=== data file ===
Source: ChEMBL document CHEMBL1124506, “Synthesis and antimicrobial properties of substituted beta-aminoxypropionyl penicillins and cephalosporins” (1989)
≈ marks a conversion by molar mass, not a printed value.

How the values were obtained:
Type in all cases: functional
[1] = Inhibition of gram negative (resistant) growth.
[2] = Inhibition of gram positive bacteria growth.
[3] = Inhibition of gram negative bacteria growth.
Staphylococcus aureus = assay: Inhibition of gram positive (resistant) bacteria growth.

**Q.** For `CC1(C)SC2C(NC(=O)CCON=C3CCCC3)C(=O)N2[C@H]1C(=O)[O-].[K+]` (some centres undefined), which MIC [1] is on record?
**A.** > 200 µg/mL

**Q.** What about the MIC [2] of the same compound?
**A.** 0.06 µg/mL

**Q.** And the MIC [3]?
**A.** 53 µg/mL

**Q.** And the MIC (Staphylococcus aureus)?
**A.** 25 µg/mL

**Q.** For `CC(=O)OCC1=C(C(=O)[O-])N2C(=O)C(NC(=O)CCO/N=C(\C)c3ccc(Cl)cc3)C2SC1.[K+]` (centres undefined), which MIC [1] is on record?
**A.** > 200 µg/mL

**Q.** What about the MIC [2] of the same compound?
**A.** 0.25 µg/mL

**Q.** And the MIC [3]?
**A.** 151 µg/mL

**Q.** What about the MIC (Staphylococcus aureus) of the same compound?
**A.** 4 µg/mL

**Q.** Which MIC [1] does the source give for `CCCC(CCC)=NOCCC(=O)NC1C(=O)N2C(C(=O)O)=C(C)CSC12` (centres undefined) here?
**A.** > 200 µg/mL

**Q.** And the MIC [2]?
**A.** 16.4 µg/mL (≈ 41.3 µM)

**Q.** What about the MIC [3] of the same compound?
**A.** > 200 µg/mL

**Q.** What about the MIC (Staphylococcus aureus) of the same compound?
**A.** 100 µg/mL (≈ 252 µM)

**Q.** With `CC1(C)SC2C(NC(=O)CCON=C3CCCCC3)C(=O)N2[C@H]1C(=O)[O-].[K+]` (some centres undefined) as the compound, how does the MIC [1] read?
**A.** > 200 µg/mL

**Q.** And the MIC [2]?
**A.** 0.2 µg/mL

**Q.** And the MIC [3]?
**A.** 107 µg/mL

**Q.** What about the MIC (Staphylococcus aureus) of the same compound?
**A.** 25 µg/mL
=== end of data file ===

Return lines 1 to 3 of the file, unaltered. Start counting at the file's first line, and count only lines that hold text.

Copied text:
Source: ChEMBL document CHEMBL1124506, “Synthesis and antimicrobial properties of substituted beta-aminoxypropionyl penicillins and cephalosporins” (1989)
≈ marks a conversion by molar mass, not a printed value.

How the values were obtained: